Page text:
Titus Andronicus was the young Shakespeare's audacious, sporadically brilliant experiment in sensational tragedy. Its horrors are notorious, but its powerful poetry of grief is the work of a true tragic poet. Introducing this edition, E.M. Waith provides a fresh view of the play in its historical context as well as an original discussion of the famous `Peacham' drawing - the only surviving contemporary Shakespeare illustration. An illustrated account of performances, notably Peter Brook's production with Oliver as Titus, leads to an assessment of the play's qualities in the light of its critical reception. The eighteenth-century version of the play's probable source is given in one of the appendices. ABOUT THE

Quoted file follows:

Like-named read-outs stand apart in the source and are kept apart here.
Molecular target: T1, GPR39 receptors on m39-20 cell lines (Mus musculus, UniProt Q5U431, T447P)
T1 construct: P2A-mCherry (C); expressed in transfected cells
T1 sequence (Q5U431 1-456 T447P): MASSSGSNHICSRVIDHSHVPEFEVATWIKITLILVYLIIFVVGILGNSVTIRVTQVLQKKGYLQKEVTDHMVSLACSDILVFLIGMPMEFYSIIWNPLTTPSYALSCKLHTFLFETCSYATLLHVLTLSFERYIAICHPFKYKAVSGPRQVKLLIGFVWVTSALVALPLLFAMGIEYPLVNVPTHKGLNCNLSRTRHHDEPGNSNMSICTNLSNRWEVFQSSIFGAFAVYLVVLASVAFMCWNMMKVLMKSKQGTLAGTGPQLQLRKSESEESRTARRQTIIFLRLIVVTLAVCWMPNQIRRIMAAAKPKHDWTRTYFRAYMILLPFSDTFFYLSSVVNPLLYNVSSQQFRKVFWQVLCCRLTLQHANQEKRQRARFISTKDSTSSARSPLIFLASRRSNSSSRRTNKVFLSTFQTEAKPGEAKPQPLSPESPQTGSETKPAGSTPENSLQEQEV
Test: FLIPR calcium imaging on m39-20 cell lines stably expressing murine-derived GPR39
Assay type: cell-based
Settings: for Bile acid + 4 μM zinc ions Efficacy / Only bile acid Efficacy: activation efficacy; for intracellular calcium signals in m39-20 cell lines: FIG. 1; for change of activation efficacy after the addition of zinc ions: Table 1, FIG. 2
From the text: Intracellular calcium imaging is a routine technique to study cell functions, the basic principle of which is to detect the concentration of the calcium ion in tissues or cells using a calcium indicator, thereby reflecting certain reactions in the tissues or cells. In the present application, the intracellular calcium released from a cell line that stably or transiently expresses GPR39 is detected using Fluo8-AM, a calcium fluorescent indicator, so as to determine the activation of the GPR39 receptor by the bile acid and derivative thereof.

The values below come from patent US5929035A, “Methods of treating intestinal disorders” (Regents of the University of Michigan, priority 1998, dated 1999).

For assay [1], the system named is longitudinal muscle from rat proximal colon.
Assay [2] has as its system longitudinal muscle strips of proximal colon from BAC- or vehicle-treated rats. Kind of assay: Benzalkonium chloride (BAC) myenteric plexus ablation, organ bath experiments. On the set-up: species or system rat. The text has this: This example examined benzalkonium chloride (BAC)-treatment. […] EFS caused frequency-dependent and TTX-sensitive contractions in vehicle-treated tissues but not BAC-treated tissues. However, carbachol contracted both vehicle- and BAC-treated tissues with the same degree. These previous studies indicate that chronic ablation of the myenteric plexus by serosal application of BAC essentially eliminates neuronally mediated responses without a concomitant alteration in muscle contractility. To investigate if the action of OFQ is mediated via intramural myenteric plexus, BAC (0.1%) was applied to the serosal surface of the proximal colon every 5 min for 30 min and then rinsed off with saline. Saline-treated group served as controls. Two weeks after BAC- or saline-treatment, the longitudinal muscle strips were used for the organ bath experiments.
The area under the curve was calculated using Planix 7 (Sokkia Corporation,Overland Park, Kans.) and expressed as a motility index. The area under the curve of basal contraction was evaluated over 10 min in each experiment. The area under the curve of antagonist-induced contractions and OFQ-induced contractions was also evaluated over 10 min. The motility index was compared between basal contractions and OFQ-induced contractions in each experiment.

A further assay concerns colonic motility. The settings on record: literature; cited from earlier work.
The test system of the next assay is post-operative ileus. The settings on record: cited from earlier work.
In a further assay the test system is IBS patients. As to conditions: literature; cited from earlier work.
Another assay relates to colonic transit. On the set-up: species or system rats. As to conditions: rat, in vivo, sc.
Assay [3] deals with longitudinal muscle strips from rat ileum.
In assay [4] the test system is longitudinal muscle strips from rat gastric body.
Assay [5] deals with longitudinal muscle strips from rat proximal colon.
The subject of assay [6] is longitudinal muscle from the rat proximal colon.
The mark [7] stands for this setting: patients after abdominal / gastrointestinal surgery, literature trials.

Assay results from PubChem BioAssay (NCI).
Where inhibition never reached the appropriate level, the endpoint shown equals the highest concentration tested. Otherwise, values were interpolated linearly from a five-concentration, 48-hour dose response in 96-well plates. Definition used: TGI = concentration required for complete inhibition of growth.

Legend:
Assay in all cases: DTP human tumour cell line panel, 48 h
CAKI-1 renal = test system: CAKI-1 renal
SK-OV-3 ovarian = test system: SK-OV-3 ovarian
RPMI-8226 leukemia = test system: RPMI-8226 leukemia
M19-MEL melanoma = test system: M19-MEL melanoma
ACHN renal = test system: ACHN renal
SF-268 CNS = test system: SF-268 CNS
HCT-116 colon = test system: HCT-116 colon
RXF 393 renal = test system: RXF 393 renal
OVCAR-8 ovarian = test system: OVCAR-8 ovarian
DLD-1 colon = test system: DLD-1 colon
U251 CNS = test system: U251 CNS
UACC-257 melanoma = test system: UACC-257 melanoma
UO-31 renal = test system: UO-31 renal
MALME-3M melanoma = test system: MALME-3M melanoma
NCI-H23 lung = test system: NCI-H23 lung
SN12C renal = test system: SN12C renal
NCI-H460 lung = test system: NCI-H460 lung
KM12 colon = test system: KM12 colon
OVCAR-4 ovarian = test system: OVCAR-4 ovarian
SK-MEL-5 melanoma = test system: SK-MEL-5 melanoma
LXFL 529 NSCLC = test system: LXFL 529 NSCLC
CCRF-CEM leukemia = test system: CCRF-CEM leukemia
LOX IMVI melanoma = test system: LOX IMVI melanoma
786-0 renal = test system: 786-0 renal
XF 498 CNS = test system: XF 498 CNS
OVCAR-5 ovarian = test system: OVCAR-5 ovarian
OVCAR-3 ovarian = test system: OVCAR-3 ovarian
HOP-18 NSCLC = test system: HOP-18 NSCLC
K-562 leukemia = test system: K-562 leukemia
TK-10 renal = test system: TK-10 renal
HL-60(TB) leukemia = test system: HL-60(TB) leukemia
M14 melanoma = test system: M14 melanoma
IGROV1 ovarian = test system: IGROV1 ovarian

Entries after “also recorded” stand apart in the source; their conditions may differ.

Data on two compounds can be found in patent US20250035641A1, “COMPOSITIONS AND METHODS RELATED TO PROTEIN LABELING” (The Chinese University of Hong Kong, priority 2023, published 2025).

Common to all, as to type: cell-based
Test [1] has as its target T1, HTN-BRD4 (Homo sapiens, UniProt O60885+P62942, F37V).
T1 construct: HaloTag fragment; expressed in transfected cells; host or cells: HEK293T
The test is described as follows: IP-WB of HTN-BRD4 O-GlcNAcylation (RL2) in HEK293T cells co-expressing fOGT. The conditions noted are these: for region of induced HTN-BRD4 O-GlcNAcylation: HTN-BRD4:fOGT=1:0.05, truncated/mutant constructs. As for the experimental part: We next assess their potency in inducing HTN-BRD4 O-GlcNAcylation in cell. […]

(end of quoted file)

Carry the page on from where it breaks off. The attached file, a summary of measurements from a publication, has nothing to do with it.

SERIES: For over 100 years Oxford World's Classics has made available the widest range of literature from around the globe. Each affordable volume reflects Oxford's commitment to scholarship, providing the most accurate text plus a wealth of other valuable features, including expert introductions by leading authorities, helpful notes to clarify the text, up-to-date bibliographies for further study, and much more.
Readership: Students from sixth-form level upwards of English literature, drama, tragedy, Shakespeare; actors, playgoers, directors.
Edited by Eugene M. Waith, Professor Emeritus, Department of English, Yale University
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